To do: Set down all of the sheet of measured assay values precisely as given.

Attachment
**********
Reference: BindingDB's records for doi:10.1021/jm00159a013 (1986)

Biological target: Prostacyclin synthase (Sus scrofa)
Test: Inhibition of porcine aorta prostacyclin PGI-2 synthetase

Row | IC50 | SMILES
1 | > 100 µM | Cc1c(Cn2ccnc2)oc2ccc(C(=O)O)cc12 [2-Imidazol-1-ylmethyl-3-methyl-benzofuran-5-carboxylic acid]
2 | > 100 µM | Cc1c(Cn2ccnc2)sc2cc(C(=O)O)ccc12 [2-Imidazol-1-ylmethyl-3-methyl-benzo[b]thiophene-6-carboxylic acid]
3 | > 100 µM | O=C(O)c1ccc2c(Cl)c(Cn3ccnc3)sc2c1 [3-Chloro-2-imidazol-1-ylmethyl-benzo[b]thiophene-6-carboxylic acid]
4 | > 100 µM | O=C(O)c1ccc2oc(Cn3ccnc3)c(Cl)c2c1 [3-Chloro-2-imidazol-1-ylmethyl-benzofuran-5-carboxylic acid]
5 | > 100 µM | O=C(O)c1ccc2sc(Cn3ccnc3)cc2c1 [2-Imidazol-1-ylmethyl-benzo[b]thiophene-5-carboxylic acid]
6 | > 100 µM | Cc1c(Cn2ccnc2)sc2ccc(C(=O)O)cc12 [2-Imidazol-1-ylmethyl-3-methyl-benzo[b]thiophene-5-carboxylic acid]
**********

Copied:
Reference: BindingDB's records for doi:10.1021/jm00159a013 (1986)

Biological target: Prostacyclin synthase (Sus scrofa)
Test: Inhibition of porcine aorta prostacyclin PGI-2 synthetase

Row | IC50 | SMILES
1 | > 100 µM | Cc1c(Cn2ccnc2)oc2ccc(C(=O)O)cc12 [2-Imidazol-1-ylmethyl-3-methyl-benzofuran-5-carboxylic acid]
2 | > 100 µM | Cc1c(Cn2ccnc2)sc2cc(C(=O)O)ccc12 [2-Imidazol-1-ylmethyl-3-methyl-benzo[b]thiophene-6-carboxylic acid]
3 | > 100 µM | O=C(O)c1ccc2c(Cl)c(Cn3ccnc3)sc2c1 [3-Chloro-2-imidazol-1-ylmethyl-benzo[b]thiophene-6-carboxylic acid]
4 | > 100 µM | O=C(O)c1ccc2oc(Cn3ccnc3)c(Cl)c2c1 [3-Chloro-2-imidazol-1-ylmethyl-benzofuran-5-carboxylic acid]
5 | > 100 µM | O=C(O)c1ccc2sc(Cn3ccnc3)cc2c1 [2-Imidazol-1-ylmethyl-benzo[b]thiophene-5-carboxylic acid]
6 | > 100 µM | Cc1c(Cn2ccnc2)sc2ccc(C(=O)O)cc12 [2-Imidazol-1-ylmethyl-3-methyl-benzo[b]thiophene-5-carboxylic acid]